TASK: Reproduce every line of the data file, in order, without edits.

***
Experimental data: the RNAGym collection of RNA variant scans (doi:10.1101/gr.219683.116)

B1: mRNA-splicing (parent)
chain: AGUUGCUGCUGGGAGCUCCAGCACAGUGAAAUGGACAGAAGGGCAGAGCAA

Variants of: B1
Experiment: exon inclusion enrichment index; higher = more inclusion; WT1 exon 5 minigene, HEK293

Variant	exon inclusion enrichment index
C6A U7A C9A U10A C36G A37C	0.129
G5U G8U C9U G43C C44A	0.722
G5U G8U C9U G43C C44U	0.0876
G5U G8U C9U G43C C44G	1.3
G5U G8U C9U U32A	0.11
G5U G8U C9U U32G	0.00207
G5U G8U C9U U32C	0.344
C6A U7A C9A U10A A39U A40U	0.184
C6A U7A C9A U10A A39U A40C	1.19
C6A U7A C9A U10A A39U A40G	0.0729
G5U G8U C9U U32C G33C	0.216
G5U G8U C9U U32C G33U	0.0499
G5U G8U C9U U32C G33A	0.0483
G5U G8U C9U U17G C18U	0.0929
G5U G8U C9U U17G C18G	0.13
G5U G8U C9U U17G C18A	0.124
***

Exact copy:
Experimental data: the RNAGym collection of RNA variant scans (doi:10.1101/gr.219683.116)

B1: mRNA-splicing (parent)
chain: AGUUGCUGCUGGGAGCUCCAGCACAGUGAAAUGGACAGAAGGGCAGAGCAA

Variants of: B1
Experiment: exon inclusion enrichment index; higher = more inclusion; WT1 exon 5 minigene, HEK293

Variant	exon inclusion enrichment index
C6A U7A C9A U10A C36G A37C	0.129
G5U G8U C9U G43C C44A	0.722
G5U G8U C9U G43C C44U	0.0876
G5U G8U C9U G43C C44G	1.3
G5U G8U C9U U32A	0.11
G5U G8U C9U U32G	0.00207
G5U G8U C9U U32C	0.344
C6A U7A C9A U10A A39U A40U	0.184
C6A U7A C9A U10A A39U A40C	1.19
C6A U7A C9A U10A A39U A40G	0.0729
G5U G8U C9U U32C G33C	0.216
G5U G8U C9U U32C G33U	0.0499
G5U G8U C9U U32C G33A	0.0483
G5U G8U C9U U17G C18U	0.0929
G5U G8U C9U U17G C18G	0.13
G5U G8U C9U U17G C18A	0.124